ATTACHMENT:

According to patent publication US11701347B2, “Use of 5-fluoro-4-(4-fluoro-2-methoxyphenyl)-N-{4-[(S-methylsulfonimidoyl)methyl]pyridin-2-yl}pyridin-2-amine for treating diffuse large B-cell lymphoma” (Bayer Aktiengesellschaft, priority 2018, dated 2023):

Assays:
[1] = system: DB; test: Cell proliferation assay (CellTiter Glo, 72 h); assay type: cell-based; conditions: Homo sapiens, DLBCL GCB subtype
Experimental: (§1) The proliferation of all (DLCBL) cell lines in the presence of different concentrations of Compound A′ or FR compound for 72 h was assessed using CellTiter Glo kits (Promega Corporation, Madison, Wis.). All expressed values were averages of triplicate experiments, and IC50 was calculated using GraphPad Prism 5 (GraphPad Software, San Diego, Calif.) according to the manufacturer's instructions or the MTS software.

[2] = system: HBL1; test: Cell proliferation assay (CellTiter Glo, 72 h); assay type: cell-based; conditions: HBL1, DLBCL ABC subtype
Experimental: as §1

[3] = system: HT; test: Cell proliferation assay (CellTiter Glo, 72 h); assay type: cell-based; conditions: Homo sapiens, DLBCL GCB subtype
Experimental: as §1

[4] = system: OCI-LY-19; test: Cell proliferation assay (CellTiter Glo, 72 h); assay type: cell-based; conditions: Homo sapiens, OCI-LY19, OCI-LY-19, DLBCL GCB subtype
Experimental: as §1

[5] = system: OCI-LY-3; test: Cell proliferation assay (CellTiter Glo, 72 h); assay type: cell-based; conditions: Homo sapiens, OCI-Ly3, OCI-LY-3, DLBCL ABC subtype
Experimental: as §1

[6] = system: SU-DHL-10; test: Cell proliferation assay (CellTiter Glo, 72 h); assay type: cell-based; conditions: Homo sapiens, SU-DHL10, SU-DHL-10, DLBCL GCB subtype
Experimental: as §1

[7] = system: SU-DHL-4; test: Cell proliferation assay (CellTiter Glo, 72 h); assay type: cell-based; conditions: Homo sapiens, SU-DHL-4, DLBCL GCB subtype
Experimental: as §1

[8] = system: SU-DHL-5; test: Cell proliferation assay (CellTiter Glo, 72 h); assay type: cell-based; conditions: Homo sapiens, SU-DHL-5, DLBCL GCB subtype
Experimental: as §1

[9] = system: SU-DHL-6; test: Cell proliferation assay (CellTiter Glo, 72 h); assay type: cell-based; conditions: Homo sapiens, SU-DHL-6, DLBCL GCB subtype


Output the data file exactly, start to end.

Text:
According to patent publication US11701347B2, “Use of 5-fluoro-4-(4-fluoro-2-methoxyphenyl)-N-{4-[(S-methylsulfonimidoyl)methyl]pyridin-2-yl}pyridin-2-amine for treating diffuse large B-cell lymphoma” (Bayer Aktiengesellschaft, priority 2018, dated 2023):

Assays:
[1] = system: DB; test: Cell proliferation assay (CellTiter Glo, 72 h); assay type: cell-based; conditions: Homo sapiens, DLBCL GCB subtype
Experimental: (§1) The proliferation of all (DLCBL) cell lines in the presence of different concentrations of Compound A′ or FR compound for 72 h was assessed using CellTiter Glo kits (Promega Corporation, Madison, Wis.). All expressed values were averages of triplicate experiments, and IC50 was calculated using GraphPad Prism 5 (GraphPad Software, San Diego, Calif.) according to the manufacturer's instructions or the MTS software.

[2] = system: HBL1; test: Cell proliferation assay (CellTiter Glo, 72 h); assay type: cell-based; conditions: HBL1, DLBCL ABC subtype
Experimental: as §1

[3] = system: HT; test: Cell proliferation assay (CellTiter Glo, 72 h); assay type: cell-based; conditions: Homo sapiens, DLBCL GCB subtype
Experimental: as §1

[4] = system: OCI-LY-19; test: Cell proliferation assay (CellTiter Glo, 72 h); assay type: cell-based; conditions: Homo sapiens, OCI-LY19, OCI-LY-19, DLBCL GCB subtype
Experimental: as §1

[5] = system: OCI-LY-3; test: Cell proliferation assay (CellTiter Glo, 72 h); assay type: cell-based; conditions: Homo sapiens, OCI-Ly3, OCI-LY-3, DLBCL ABC subtype
Experimental: as §1

[6] = system: SU-DHL-10; test: Cell proliferation assay (CellTiter Glo, 72 h); assay type: cell-based; conditions: Homo sapiens, SU-DHL10, SU-DHL-10, DLBCL GCB subtype
Experimental: as §1

[7] = system: SU-DHL-4; test: Cell proliferation assay (CellTiter Glo, 72 h); assay type: cell-based; conditions: Homo sapiens, SU-DHL-4, DLBCL GCB subtype
Experimental: as §1

[8] = system: SU-DHL-5; test: Cell proliferation assay (CellTiter Glo, 72 h); assay type: cell-based; conditions: Homo sapiens, SU-DHL-5, DLBCL GCB subtype
Experimental: as §1

[9] = system: SU-DHL-6; test: Cell proliferation assay (CellTiter Glo, 72 h); assay type: cell-based; conditions: Homo sapiens, SU-DHL-6, DLBCL GCB subtype